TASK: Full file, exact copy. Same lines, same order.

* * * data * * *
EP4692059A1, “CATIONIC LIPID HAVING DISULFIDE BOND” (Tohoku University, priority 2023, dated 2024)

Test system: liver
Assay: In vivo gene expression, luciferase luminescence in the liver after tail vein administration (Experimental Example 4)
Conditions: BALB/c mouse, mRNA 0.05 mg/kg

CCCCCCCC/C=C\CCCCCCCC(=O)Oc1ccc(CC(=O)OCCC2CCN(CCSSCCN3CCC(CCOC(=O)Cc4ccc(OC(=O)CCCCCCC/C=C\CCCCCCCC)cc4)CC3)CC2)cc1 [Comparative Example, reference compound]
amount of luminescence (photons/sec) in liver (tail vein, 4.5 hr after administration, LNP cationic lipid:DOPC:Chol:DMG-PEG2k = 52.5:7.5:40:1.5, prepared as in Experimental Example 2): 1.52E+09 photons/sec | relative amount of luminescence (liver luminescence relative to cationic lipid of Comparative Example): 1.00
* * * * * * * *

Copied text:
EP4692059A1, “CATIONIC LIPID HAVING DISULFIDE BOND” (Tohoku University, priority 2023, dated 2024)

Test system: liver
Assay: In vivo gene expression, luciferase luminescence in the liver after tail vein administration (Experimental Example 4)
Conditions: BALB/c mouse, mRNA 0.05 mg/kg

CCCCCCCC/C=C\CCCCCCCC(=O)Oc1ccc(CC(=O)OCCC2CCN(CCSSCCN3CCC(CCOC(=O)Cc4ccc(OC(=O)CCCCCCC/C=C\CCCCCCCC)cc4)CC3)CC2)cc1 [Comparative Example, reference compound]
amount of luminescence (photons/sec) in liver (tail vein, 4.5 hr after administration, LNP cationic lipid:DOPC:Chol:DMG-PEG2k = 52.5:7.5:40:1.5, prepared as in Experimental Example 2): 1.52E+09 photons/sec | relative amount of luminescence (liver luminescence relative to cationic lipid of Comparative Example): 1.00